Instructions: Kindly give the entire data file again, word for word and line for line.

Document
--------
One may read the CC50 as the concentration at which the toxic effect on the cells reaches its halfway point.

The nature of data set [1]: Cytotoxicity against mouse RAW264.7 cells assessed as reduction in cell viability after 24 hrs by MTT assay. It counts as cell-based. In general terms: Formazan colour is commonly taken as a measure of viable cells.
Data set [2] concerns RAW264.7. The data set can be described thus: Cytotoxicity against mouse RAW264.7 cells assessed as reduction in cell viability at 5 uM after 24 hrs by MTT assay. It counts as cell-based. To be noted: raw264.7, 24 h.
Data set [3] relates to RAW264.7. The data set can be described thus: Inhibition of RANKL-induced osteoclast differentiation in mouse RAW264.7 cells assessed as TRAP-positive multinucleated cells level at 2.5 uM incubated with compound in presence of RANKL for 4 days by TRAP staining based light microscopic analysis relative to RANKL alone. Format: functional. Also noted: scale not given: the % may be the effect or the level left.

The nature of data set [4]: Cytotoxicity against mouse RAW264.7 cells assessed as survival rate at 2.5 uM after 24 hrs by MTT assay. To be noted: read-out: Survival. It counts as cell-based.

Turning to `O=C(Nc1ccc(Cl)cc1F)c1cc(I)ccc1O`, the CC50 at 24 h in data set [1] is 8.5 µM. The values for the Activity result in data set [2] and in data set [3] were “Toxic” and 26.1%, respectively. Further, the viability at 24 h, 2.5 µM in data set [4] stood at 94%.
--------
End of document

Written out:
One may read the CC50 as the concentration at which the toxic effect on the cells reaches its halfway point.

The nature of data set [1]: Cytotoxicity against mouse RAW264.7 cells assessed as reduction in cell viability after 24 hrs by MTT assay. It counts as cell-based. In general terms: Formazan colour is commonly taken as a measure of viable cells.
Data set [2] concerns RAW264.7. The data set can be described thus: Cytotoxicity against mouse RAW264.7 cells assessed as reduction in cell viability at 5 uM after 24 hrs by MTT assay. It counts as cell-based. To be noted: raw264.7, 24 h.
Data set [3] relates to RAW264.7. The data set can be described thus: Inhibition of RANKL-induced osteoclast differentiation in mouse RAW264.7 cells assessed as TRAP-positive multinucleated cells level at 2.5 uM incubated with compound in presence of RANKL for 4 days by TRAP staining based light microscopic analysis relative to RANKL alone. Format: functional. Also noted: scale not given: the % may be the effect or the level left.

The nature of data set [4]: Cytotoxicity against mouse RAW264.7 cells assessed as survival rate at 2.5 uM after 24 hrs by MTT assay. To be noted: read-out: Survival. It counts as cell-based.

Turning to `O=C(Nc1ccc(Cl)cc1F)c1cc(I)ccc1O`, the CC50 at 24 h in data set [1] is 8.5 µM. The values for the Activity result in data set [2] and in data set [3] were “Toxic” and 26.1%, respectively. Further, the viability at 24 h, 2.5 µM in data set [4] stood at 94%.